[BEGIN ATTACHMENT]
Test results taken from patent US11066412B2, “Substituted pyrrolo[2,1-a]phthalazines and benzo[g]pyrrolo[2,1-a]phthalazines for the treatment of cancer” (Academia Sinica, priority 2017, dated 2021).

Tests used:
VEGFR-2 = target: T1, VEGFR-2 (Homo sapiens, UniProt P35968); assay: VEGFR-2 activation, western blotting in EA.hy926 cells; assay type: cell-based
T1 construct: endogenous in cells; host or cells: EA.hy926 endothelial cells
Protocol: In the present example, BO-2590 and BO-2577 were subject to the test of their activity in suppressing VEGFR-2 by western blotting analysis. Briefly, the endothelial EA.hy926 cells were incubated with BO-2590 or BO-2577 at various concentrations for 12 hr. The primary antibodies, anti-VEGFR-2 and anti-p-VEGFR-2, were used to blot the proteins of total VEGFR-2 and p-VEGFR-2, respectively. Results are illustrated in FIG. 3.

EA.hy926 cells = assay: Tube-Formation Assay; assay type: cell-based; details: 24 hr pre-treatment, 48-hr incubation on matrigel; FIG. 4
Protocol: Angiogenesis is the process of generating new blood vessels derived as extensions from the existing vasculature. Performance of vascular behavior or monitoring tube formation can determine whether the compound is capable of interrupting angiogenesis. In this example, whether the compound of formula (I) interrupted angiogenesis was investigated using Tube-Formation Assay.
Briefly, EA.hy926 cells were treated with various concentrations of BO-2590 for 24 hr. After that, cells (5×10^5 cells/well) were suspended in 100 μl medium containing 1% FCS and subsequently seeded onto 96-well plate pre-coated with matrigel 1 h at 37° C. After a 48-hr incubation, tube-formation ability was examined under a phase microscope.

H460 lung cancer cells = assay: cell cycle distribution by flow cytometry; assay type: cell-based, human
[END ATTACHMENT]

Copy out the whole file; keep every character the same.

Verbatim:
Test results taken from patent US11066412B2, “Substituted pyrrolo[2,1-a]phthalazines and benzo[g]pyrrolo[2,1-a]phthalazines for the treatment of cancer” (Academia Sinica, priority 2017, dated 2021).

Tests used:
VEGFR-2 = target: T1, VEGFR-2 (Homo sapiens, UniProt P35968); assay: VEGFR-2 activation, western blotting in EA.hy926 cells; assay type: cell-based
T1 construct: endogenous in cells; host or cells: EA.hy926 endothelial cells
Protocol: In the present example, BO-2590 and BO-2577 were subject to the test of their activity in suppressing VEGFR-2 by western blotting analysis. Briefly, the endothelial EA.hy926 cells were incubated with BO-2590 or BO-2577 at various concentrations for 12 hr. The primary antibodies, anti-VEGFR-2 and anti-p-VEGFR-2, were used to blot the proteins of total VEGFR-2 and p-VEGFR-2, respectively. Results are illustrated in FIG. 3.

EA.hy926 cells = assay: Tube-Formation Assay; assay type: cell-based; details: 24 hr pre-treatment, 48-hr incubation on matrigel; FIG. 4
Protocol: Angiogenesis is the process of generating new blood vessels derived as extensions from the existing vasculature. Performance of vascular behavior or monitoring tube formation can determine whether the compound is capable of interrupting angiogenesis. In this example, whether the compound of formula (I) interrupted angiogenesis was investigated using Tube-Formation Assay.
Briefly, EA.hy926 cells were treated with various concentrations of BO-2590 for 24 hr. After that, cells (5×10^5 cells/well) were suspended in 100 μl medium containing 1% FCS and subsequently seeded onto 96-well plate pre-coated with matrigel 1 h at 37° C. After a 48-hr incubation, tube-formation ability was examined under a phase microscope.

H460 lung cancer cells = assay: cell cycle distribution by flow cytometry; assay type: cell-based, human